First, I want to deal with the translation of 禪 (Pinyin: chán) as “absorption.” This is plainly wrong. IT means: “dhyana (Sanskrit); Zen; meditation (Buddhism)” (MDBG Chinese-English Dictionary). It means “meditation.” To translate it as “absorption” is an interpretation, not a translation.

It also violates the stated intent of the series, which says “we favored literalness over style” (BDK xxvi). A literal translation would call the “the first dhyana” as Charles Patton does.

Second, notice how he translates 有覺有觀 (Pinyin: yǒu jué yǒu guān): “with initial and sustained application of the mind.” This is not a translation, it is a paraphrase at best. The introduction says that “Interpolations to the text made by the translator generally appears in brackets” (xxvii). In that case, it should read “with initial and sustained [application of the mind].” But 覺 never means “initial” and 觀 never means “sustained.”

Why such a breach of translation protocol? Because Bhikkhu Analayo has gravely misunderstood what jhana/dhyāna is. He is convinced by later Theravada Buddhist tradition that it is a state of absorption. Even the first jhana is a state of full absorption. Which does not match the early Buddhist suttas. These clearly indicate that thought and investigation happen in the first jhana (SN 45.8 PMT).

What saddens me is that such attachment to this view actually makes him mistranslate passages where 有覺有觀 (Pinyin: yǒu jué yǒu guān) occur. The fact is that his interpretation is wrong. The first jhana/dhyāna is a state of collectedness of mind that is not absorption. Only in the fourth jhana/dhyāna is full absorption reached.

The Corrected Translation

I just received the second volume of the BDK English Tripitaka: The Madhyama Agama (Middle-length Discourses) and was pleased to learn that they have decided to correct future translations to read “[directed] awareness and [sustained] contemplation.” This I find to be accurate to the underlying Chinese. They did not, however, corrected the translation of dhyāna.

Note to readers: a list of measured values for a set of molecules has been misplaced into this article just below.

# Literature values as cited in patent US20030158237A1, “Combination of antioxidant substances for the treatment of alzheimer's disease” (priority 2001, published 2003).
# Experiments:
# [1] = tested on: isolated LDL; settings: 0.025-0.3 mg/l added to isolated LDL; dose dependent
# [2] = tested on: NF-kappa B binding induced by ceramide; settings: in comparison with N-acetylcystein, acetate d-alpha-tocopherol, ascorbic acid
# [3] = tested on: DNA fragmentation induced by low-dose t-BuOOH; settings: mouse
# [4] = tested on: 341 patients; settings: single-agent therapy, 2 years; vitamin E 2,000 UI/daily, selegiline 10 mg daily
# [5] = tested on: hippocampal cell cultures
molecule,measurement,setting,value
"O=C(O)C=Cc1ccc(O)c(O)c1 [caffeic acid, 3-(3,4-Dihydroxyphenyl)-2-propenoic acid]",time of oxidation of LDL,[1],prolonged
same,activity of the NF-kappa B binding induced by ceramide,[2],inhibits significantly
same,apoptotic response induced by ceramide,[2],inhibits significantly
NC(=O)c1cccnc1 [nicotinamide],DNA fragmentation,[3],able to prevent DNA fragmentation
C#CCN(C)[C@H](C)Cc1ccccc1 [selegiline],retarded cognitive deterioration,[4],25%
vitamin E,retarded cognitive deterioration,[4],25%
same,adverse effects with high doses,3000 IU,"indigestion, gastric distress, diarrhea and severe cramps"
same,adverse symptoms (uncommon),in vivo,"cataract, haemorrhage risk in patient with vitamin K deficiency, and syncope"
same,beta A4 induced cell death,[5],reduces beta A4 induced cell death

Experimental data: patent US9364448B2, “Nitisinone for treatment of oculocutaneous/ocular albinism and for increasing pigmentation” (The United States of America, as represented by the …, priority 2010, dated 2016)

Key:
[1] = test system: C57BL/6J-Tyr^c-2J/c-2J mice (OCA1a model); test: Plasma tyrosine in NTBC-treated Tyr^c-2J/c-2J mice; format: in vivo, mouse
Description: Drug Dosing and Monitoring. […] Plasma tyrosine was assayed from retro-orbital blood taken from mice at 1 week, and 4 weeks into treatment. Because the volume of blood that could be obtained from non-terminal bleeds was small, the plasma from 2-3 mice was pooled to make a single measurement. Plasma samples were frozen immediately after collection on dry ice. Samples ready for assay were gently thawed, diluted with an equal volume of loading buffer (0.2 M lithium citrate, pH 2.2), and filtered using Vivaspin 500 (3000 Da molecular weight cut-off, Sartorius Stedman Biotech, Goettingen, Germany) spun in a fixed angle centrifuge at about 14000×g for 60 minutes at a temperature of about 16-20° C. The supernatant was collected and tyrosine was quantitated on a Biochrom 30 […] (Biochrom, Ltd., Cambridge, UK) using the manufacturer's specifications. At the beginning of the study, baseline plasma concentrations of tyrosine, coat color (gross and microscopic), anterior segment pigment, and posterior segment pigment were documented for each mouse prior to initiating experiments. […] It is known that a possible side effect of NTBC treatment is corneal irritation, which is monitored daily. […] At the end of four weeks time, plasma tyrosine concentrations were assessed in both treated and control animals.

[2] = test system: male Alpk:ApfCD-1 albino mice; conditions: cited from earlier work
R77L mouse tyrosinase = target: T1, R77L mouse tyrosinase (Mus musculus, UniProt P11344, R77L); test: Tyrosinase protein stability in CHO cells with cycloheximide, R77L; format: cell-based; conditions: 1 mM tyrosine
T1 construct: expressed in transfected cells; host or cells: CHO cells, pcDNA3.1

Their corrected translation of this passage, plus my change of absorption to dhyāna, reads as follows:

Again, the noble disciple, separated from desires, separated from evil and unwholesome states, with [directed] awareness and [sustained] contemplation, with joy and happiness born of seclusion, dwells having attained the first dhyāna. At this time the noble disciple is reckoned as one whose new leaves have appeared, like the appearing of the new leaves on the coral tree of the thirty-three gods [corrections in bold] (MA 2).

I, however, would translate it “with awakening and insight.” This is because I believe that insight meditation is taking place in the first stage of meditation (jhana).

Since Bhikkhu is one of the editors and therefore could have blocked this correction, I have to give him credit for it. It was the right thing to do. So I am pleased with the correction they have made. I just wish they would have used dhyāna instead of absorption.

References

  • Anālayo, Bhikkhu. Early Buddhist Meditation Studies. Barre, MA: Barre Center for Buddhist Studies, 2017.
  • BDK English Tripitaka: The Madhyama Agama (Middle-length Discourses), vol 1. Marcus Bingenheimer, Bhikhu Analayo, and Roderick S. Buckwell, eds. Moraga, CA: BDK America, 2013.
  • Bodhi, Bhikkhu. The Connected Discourses of the Buddha: A Translation of the Samyutta Nikaya. Boston: Wisdom Publications, 2000.
  • Chau, Bhiksu Thich Minh. The Chinese Madhyama Agama and The Pali Majjhima Nikaya: A Comparative Study. Delhi: Motilal Banarsidass Publishers, 2009.
  • Forrest, Jay N. “The Great Jhana Debate (Part 1).” Studies in Early Buddhism. 2022. https://jayforrest.org/the-great-jhana-debate-part1/
  • Forrest, Jay N. “The Great Jhana Debate (Part 2).” Studies in Early Buddhism. 2022.  https://jayforrest.org/the-great-jhana-debate-part2/
  • Forrest, Jay N. “The Great Jhana Debate (Part 3).” Studies in Early Buddhism. 2022. https://jayforrest.org/the-great-jhana-debate-part3/
  • Patton II, Charles D. “Madhyama Āgama.” Sutta Central (legacy), 2004. https://legacy.suttacentral.net/en/ma2
  • Patton II, Charles D. “The Medium Discourses: A Translation of the Chinese Madhyama Āgama.” Sutta Central (legacy), 2021. https://suttacentral.net/ma2/en/patton